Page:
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I have to solve the following linear congruence:

$$7x \equiv 41 \mod{13}$$

The question where I got this from comes in two parts. The first is that it asks to find the set of the inverses of $7 \mod 13$, which turns out to be $[2]_{13}$ but, I found that solution by solving the linear diophantine equation $$7x - 13k - 41$$ which is just the original equation in disguise i.e. $7x \equiv 41 \mod{13}$.

Now, I'm terribly confused as to the solution of the congruence equation. Where am I going wrong and how should I proceed?

Thanks!

EDIT: From @Bill's hint

\begin{align} 7x &\equiv 41 \mod{13} \\ x &\equiv \frac{41}{7} \mod{13} \\ x &\equiv \frac{28}{7} \mod{13} \quad (?) \\ x &\equiv 4 \mod{13} \\ \end{align}

Then, this gives me the solution $[4]_{13}$.

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    $\begingroup$ That $2$ is the inverse of $7$ is clear, now multiply through by $2$. $\endgroup$ – André Nicolas Apr 8 '14 at 0:31
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Reduce the congruence to $7x \equiv 2$. Since $\gcd(7,13) = 1$, there exists a unique inverse of $7$ modulo $13$. Note that the inverse is just $2$ since $7 \cdot 2 \equiv 1 \pmod {13}$. Then it follows that $(7)(7^{-1})x \equiv x \equiv 2(7^{-1}) \equiv 4 \pmod {13}$ and that is the solution set.

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  • $\begingroup$ How did you arrive at $7x \equiv 2$? Is that because of $[2]_{13}$? Also, I'm confused with your last two sentences, can you please clarify more? $\endgroup$ – Jeel Shah Apr 8 '14 at 0:36
  • $\begingroup$ From $41 \equiv 2$. A general tip is to always reduce the residue $r$ to $0 \le r \le p-1$ when taking modulo $p$. Then another property of modular arithmetic is that we define the inverse of $r$ mod $p$ as $r^{-1}$ such that $r \cdot r^{-1} \equiv 1$. Then, we must multiply by the inverse for both sides. $\endgroup$ – Sandeep Silwal Apr 8 '14 at 0:39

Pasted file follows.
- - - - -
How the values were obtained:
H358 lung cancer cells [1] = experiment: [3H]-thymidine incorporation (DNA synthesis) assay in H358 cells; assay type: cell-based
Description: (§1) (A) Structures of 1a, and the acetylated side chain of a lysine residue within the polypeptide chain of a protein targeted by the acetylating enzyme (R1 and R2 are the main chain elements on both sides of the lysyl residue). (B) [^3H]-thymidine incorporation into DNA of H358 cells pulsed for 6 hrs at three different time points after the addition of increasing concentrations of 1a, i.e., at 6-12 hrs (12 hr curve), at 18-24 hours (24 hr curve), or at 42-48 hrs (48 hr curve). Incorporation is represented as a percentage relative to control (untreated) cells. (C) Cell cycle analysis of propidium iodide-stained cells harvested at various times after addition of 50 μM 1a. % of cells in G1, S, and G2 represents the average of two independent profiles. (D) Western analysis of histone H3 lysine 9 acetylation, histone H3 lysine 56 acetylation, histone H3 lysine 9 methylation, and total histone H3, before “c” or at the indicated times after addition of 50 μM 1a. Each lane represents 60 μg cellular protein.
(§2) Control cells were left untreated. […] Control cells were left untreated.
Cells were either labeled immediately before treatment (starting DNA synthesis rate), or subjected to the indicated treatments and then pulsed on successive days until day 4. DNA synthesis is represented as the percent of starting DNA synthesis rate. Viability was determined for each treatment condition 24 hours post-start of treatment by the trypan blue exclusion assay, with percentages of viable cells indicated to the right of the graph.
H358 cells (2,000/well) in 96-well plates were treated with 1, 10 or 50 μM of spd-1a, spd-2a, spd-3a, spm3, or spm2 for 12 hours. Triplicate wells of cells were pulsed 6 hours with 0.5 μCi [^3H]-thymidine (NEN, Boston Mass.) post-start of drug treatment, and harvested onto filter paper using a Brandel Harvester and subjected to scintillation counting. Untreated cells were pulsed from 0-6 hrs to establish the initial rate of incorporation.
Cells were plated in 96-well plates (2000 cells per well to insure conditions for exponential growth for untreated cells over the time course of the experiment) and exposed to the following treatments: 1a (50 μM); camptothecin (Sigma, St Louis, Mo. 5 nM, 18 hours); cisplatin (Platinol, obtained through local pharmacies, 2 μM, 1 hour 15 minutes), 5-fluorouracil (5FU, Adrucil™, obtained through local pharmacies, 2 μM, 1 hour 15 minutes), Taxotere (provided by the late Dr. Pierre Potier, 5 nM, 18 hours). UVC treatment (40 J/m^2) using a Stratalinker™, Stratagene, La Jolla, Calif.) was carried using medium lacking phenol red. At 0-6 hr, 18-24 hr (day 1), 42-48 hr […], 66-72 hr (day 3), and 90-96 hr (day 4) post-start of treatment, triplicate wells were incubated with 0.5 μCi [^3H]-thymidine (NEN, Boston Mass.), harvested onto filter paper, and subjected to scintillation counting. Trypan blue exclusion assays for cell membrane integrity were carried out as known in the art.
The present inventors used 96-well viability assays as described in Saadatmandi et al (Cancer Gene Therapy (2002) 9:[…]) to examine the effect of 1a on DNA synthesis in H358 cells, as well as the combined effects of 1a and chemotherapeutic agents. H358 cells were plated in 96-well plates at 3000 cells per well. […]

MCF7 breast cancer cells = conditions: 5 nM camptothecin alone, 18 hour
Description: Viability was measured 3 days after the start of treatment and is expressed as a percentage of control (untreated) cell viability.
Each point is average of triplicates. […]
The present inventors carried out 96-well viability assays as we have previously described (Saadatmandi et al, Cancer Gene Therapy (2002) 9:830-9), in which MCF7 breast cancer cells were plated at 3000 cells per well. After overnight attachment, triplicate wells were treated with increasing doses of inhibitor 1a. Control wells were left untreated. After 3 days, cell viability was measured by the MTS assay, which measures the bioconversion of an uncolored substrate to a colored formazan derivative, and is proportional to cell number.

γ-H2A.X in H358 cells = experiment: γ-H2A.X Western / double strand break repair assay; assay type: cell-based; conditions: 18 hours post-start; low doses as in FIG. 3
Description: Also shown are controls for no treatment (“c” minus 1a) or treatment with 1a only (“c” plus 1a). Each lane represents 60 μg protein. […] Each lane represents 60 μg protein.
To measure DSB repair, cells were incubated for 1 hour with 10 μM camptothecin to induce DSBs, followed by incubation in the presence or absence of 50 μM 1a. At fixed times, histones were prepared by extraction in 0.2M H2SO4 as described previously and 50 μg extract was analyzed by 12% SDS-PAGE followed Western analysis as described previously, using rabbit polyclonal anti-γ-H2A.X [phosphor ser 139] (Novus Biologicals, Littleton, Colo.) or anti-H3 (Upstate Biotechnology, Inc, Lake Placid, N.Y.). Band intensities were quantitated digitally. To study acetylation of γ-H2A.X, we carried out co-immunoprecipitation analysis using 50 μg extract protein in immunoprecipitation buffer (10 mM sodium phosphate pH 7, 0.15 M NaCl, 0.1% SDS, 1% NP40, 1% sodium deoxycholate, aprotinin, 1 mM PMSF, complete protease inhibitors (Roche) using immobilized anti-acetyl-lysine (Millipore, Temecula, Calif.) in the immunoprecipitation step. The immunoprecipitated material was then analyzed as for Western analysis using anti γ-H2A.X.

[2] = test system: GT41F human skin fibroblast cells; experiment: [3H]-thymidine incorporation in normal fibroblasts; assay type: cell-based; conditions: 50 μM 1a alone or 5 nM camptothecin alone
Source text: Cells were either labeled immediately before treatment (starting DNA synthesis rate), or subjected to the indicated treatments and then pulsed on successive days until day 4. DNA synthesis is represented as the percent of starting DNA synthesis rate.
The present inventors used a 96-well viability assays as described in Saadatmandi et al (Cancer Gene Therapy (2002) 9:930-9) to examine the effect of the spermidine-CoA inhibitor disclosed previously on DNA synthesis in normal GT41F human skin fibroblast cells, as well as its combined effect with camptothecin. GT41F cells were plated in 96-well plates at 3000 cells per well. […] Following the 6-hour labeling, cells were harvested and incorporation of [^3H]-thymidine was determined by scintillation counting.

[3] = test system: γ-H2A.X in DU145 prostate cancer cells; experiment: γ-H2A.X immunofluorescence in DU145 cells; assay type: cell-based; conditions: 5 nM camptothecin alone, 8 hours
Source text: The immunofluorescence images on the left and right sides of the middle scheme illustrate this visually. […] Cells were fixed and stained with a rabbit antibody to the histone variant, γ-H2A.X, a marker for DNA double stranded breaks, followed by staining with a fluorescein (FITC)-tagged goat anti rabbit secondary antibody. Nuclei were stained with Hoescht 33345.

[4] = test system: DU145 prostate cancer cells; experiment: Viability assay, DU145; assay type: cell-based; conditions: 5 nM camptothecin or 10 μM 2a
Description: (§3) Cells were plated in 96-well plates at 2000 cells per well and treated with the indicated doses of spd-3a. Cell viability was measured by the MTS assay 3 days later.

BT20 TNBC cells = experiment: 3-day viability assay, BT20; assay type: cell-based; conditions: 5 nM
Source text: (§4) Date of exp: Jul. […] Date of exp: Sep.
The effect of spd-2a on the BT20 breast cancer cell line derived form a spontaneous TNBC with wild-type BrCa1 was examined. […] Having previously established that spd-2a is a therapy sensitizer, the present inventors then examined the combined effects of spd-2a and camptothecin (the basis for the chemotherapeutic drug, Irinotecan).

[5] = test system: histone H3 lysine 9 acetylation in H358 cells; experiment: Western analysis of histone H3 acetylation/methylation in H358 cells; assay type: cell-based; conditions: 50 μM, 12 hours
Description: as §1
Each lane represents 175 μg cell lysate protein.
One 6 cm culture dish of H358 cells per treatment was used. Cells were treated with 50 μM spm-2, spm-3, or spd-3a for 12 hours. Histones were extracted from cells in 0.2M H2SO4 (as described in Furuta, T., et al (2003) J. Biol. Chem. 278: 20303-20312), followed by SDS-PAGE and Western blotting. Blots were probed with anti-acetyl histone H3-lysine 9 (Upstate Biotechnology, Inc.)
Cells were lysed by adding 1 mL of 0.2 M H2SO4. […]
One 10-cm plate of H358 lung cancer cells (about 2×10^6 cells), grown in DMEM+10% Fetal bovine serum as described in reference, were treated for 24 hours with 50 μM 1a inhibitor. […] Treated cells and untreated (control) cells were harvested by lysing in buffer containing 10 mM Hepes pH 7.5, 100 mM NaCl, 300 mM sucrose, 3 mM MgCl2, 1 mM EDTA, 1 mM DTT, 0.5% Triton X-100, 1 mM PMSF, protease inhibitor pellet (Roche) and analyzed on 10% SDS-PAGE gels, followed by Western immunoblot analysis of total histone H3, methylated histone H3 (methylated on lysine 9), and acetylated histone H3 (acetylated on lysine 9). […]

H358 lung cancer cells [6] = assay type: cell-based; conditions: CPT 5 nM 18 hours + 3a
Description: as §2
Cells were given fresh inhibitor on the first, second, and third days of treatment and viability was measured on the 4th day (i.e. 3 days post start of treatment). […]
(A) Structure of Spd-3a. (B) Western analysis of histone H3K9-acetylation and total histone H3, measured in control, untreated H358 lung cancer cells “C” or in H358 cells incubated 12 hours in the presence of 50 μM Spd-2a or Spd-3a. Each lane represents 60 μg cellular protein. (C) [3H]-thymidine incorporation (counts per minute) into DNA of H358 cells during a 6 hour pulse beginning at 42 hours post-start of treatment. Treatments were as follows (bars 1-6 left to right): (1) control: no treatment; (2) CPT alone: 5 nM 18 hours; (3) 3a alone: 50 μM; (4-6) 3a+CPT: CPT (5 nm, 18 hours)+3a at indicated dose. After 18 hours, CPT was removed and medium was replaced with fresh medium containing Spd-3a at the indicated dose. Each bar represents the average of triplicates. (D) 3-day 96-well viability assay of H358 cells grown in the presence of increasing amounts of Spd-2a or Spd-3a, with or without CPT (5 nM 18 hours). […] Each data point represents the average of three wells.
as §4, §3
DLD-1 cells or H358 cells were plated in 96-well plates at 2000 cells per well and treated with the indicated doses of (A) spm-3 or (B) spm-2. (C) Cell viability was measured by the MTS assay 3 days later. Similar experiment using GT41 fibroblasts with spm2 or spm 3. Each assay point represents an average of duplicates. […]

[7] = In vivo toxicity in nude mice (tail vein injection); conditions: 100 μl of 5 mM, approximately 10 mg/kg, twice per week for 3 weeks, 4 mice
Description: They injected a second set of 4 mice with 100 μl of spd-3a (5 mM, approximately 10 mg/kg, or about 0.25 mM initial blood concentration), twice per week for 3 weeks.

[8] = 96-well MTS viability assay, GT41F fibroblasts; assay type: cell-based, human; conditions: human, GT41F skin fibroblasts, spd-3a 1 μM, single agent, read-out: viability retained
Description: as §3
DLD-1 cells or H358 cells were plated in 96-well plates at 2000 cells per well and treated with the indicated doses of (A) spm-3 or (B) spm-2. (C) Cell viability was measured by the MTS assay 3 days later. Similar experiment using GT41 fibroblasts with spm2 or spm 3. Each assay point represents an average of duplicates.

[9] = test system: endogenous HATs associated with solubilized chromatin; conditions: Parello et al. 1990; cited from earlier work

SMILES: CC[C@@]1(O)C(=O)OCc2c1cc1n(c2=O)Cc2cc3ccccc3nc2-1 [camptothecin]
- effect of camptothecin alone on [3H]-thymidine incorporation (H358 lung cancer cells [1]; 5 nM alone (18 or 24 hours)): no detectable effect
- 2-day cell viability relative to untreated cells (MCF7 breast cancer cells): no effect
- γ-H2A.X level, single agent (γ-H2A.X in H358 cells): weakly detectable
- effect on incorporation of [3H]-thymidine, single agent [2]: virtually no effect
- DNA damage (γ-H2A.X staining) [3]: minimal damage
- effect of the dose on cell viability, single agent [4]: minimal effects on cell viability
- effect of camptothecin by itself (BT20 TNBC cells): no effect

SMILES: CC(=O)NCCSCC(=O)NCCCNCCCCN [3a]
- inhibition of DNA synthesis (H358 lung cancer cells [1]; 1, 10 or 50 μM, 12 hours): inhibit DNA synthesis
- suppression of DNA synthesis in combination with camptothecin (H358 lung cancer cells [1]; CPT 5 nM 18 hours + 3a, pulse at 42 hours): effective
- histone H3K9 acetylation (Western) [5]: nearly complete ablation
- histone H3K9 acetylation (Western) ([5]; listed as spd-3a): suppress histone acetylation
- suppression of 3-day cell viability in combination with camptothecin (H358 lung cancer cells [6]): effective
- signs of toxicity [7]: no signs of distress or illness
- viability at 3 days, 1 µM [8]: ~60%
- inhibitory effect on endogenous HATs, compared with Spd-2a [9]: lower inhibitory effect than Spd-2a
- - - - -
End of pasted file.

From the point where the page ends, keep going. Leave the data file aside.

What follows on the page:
• $\begingroup$ ahhh! I think I'm getting it now. Thanks! $\endgroup$ – Jeel Shah Apr 8 '14 at 0:54
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    $\begingroup$ @gek This can be considered a special case of Gauss's algorithm - see my answer for a link to that. $\endgroup$ – Bill Dubuque Apr 8 '14 at 0:58
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Hint $\ {\rm mod}\ 13\!:\ \dfrac{41}7 \equiv \dfrac{28}7 = 4\ \ $ by $\ \ 41\equiv 41\!-\!13 = 28$

Alternatively $\ \dfrac{41}{7}\equiv\dfrac{(-2)(-1)}{-6}\equiv \dfrac{-2}{-2}\dfrac{12}3\equiv 4\ \ $ by $\ \ \begin{eqnarray}41&&\equiv\ \ 2\\ 7 &&\equiv -6\end{eqnarray}$

Alternatively $\ \dfrac{41}{7}\equiv \dfrac{2}7\equiv \dfrac{4}{14}\equiv \dfrac{4}1\ $ by Gauss's Algorithm.

Such twiddling (adding/subtracting the modulus from numerator or denominator till things divide or factor nicely) works quite well for small numbers (more generally we can use Inverse Reciprocity to make the quotient exact. For larger numbers one can invert the denominator by the Extended Euclidean Algorithm, or Gauss's algorithm if the modulus is prime.